FPC v. Hope Nat. Gas Co.
Annotate this Case
320 U.S. 591 (1944)
U.S. Supreme Court
FPC v. Hope Nat. Gas Co., 320 U.S. 591 (1944)
Federal Power Commission v. Hope Natural Gas Co.
Argued October 20, 21, 1943
Decided January 3, 1944*
320 U.S. 591
1. The validity of an order of the Federal Power Commission fixing rates under the Natural Gas Act is to be determined on judicial review by whether the impact or total effect of the order is just and reasonable, rather than by the method of computing the rate base. P. 320 U. S. 602.
2. One who seeks to have set aside an order of the Federal Power Commission fixing rates under the Natural Gas Act has the burden of showing convincingly that it is unjust and unreasonable in its consequences. P. 320 U. S. 602.
3. An order of the Federal Power Commission reducing respondent's rates for sales of natural gas in interstate commerce held valid under the Natural Gas Act. P. 320 U. S. 603.
The rate base determined by the Commission was found by it to be the "actual legitimate cost" of the company's interstate property, less depletion and depreciation, plus allowances for unoperated acreage, working capital, and future net capital additions. "Reproduction cost new" and "trended original cost" were given no weight. Accrued depletion and depreciation and the annual allowance for depletion and depreciation were determined by application of the "economic service life" method to "actual legitimate cost."
4. Considering the amount of the annual return which the company would be permitted to earn on its property in interstate service, and the various factors which that return reflects, this Court is unable to say that the rates fixed by the Commission are not "just and reasonable" under the Act. P. 320 U. S. 604.
5. Rates which enable a natural gas company to operate successfully, to maintain its financial integrity, to attract capital, and to compensate its investors for the risks assumed cannot be condemned as unjust and unreasonable under the Natural Gas Act, even though
they might produce only a meager return on a rate base computed on the "present fair value" method. P. 320 U. S. 605.
6. The rationale of the decision renders it unnecessary to determine whether the Commission's exclusion from the rate base of well drilling and other costs, previously charged to operating expenses, was consistent with the "prudent investment" theory as developed and applied in particular cases. P. 320 U. S. 605.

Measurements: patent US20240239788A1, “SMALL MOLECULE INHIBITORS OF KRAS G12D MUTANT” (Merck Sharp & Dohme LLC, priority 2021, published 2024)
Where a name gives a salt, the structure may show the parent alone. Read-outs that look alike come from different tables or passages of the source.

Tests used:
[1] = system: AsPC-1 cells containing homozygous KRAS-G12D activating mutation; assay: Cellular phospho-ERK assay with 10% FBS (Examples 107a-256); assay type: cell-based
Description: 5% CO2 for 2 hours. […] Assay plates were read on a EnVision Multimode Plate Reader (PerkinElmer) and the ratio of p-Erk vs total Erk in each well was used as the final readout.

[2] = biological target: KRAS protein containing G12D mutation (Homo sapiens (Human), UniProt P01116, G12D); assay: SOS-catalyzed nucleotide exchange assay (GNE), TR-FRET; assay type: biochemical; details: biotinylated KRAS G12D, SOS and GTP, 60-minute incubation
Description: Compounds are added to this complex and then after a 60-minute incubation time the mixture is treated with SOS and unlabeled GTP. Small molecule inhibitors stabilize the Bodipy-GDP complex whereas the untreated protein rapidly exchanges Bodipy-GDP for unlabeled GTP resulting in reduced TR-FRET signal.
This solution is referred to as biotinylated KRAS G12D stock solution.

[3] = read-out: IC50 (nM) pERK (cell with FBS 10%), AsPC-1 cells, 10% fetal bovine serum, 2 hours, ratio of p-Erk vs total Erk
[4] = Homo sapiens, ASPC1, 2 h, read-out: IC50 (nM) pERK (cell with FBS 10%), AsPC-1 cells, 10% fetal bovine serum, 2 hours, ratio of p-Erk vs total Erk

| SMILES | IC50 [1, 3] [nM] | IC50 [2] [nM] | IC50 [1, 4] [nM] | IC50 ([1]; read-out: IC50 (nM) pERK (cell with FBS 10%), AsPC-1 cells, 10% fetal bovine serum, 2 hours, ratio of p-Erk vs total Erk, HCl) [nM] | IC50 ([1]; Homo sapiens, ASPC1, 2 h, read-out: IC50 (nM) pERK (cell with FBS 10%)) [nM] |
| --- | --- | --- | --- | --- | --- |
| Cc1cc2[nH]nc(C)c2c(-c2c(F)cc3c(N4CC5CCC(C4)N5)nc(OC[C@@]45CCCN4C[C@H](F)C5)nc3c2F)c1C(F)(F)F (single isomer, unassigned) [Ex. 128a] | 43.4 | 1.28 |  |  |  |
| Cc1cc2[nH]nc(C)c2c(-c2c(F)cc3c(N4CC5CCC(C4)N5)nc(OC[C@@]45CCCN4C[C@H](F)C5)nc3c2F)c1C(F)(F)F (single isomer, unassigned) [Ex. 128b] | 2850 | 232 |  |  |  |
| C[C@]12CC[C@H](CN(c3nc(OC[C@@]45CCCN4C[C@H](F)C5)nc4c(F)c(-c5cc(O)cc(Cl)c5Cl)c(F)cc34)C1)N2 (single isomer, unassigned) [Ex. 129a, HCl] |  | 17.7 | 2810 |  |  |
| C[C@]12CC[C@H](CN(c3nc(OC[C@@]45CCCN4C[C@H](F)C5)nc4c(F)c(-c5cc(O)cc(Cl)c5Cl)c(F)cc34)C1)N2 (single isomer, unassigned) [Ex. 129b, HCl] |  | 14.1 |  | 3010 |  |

8. The requirements of the Constitution in respect of rates are not more exacting than the standards of the Act, and a rate order valid under the latter is consistent with the former. P. 320 U. S. 607.
9. In fixing "just and reasonable" rates under §§ 4 and 5 of the Natural Gas Act, for natural gas sold in interstate commerce by a private operator through an established distribution system, the Commission was not required to take into consideration the indirect benefits -- affecting the economy, conservation policies, and tax revenues -- which the producing State might derive from higher valuations and rates. P. 320 U. S. 609.
10. The suggestion that the Commission did not allow for gas production a return sufficient to induce private enterprise to perform completely and efficiently its functions for the public is unsupported. P. 320 U. S. 615
11. The Commission is not empowered by the provisions of §§ 4 and 5, which authorize it to fix "just and reasonable" rates, to fix rates calculated to discourage intrastate resales for industrial use. P. 320 U. S. 616.
12. The question whether the rates charged by the company discriminate against domestic users and in favor of industrial users is not presented. P. 320 U. S. 617.
13. Findings of the Commission as to the lawfulness of past rates held not reviewable under §19(b) of the Act. P. 320 U. S. 618.
134 F.2d 287 reversed.
Certiorari, 319 U.S. 735, to review a decree setting aside an order of the Federal Power Commission, 44 P.U.R.(N.S.) 1, under the Natural Gas Act.
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